Good news for European fisheries: fishing businesses in the Atlantic, North Sea and Baltic Sea are making record profits, thanks to a solid recovery of popular fish stocks like North Sea cod, which were severely depleted just a few years ago. A sign that the EU Common Fisheries Policy’s focus on sustainable fishing is paying off – for fishermen and fish stocks alike.
“When it comes to fisheries, the European Union is hitting our headline targets. More fish stocks are being fished at sustainable levels than ever before. Fishermen targeting these stocks are seeing their profits and salaries go up. We’ve made a priority of the Mediterranean and Black Sea, where overfishing is worst. And where there are teething problems, we are talking to fishermen and scientists to find workable solutions, while keeping our eyes set firmly on our sustainability target,” said European Commissioner Karmenu Vella, responsible for Environment, Maritime Affairs and Fisheries.
The responsible catch limits proposed by the European Commission in the Atlantic, the North Sea and the Baltic Sea have seen overexploitation decline drastically. Today, 53 out of 76 stocks for which data are available are fished sustainably – compared to 44 stocks in 2017 and just 5 stocks in 2009. For stocks managed wholly by the EU, 97% by volume are being fished at sustainable levels.
As a result, fish stocks in these regions have recovered to very healthy levels. Northern hake, for example, has grown from 32,000 tons in 2006 to 265,000 tons today – an increase of more than 700%. Staples like North-Sea cod, which was close to collapse a generation ago, have recently been certified as sustainable and are now back on supermarket shelves.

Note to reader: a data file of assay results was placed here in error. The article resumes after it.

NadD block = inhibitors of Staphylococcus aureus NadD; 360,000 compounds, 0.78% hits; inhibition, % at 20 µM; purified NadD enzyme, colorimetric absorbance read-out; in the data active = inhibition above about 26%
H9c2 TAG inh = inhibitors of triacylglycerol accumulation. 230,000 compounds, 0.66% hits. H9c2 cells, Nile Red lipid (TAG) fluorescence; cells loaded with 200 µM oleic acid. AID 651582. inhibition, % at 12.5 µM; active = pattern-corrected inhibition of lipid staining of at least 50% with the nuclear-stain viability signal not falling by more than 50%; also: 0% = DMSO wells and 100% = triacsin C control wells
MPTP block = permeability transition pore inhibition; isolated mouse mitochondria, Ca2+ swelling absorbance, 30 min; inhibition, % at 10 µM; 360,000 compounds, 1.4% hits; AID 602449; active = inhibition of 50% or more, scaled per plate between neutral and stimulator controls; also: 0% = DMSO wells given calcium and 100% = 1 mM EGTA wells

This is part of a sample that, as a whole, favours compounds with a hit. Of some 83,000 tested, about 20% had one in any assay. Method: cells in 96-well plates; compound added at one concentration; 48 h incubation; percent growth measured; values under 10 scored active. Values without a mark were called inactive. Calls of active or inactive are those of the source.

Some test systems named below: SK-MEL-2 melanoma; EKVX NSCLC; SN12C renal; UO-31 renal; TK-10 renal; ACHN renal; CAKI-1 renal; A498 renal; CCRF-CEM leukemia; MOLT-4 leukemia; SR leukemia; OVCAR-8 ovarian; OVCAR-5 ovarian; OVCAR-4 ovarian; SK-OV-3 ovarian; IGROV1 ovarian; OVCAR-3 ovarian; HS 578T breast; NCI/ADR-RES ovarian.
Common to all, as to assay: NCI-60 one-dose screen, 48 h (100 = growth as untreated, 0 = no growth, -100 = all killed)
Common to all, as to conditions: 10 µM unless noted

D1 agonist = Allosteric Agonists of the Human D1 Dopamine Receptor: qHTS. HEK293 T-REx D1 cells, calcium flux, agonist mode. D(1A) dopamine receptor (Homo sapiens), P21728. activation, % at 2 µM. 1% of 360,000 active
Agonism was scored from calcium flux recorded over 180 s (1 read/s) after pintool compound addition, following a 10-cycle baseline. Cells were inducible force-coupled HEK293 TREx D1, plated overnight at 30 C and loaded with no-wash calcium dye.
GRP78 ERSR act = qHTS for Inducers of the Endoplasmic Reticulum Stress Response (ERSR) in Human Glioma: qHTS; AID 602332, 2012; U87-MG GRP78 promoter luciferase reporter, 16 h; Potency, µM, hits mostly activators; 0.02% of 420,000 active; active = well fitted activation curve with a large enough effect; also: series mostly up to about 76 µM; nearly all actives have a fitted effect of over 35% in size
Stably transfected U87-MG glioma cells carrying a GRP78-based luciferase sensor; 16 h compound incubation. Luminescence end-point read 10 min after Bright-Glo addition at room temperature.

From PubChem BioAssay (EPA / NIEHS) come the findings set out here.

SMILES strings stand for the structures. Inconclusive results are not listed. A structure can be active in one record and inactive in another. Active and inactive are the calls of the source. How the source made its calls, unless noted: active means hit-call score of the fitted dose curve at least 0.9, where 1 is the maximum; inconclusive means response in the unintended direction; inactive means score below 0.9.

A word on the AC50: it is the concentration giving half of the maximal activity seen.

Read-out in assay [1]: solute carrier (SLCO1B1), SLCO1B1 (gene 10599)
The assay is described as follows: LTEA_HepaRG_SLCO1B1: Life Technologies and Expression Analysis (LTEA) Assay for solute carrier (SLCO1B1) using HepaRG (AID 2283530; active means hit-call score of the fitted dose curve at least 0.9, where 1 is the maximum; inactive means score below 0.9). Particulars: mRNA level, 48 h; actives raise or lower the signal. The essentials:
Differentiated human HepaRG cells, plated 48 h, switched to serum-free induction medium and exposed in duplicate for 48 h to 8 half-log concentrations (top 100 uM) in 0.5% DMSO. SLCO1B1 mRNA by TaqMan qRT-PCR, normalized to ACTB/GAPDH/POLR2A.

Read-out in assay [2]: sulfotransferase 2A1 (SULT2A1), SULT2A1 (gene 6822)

And fishermen are reaping the benefits of this recovery. In 2015, EU fishing fleets registered record-high net profits of almost 800 million euros. This represents a 60% increase in two years, making fisheries one of the EU's strongest growing sectors. Vastly healthy profit margins ranging from 16% to 47% – depending on the country – are the clearest sign yet that sustainability makes sound business sense.
In contrast to the positive outlook for the Atlantic, North Sea and Baltic Sea, overfishing in the Mediterranean and the Black Sea is a continuing source of concern. In 2017, scientists found only 7 of the 60 Mediterranean stocks they assessed to be at healthy levels, while fishing fleets are struggling more than their northern counterparts.
Rapid and sustained progress is now needed in these sea basins as well to deliver on the EU’s high level of ambition: under the Common Fisheries Policy, EU stocks have to be fished sustainably by 2020.
The European Commission has therefore made these sea basins a priority for targeted action. Following last year’s MedFish4Ever Declaration for the Mediterranean and the Bucharest Declaration for the Black Sea, the Commission is now working with its international partners to translate the political commitments made into tangible next steps. With first results: riparian countries recently agreed a package of measures ranging from the first ever fisheries restricted area in the Adriatic to joint inspection schemes and a management plan for turbot in the Black Sea. Looking ahead, the EU is also planning to adopt a regional plan of action on small-scale fisheries later this year.
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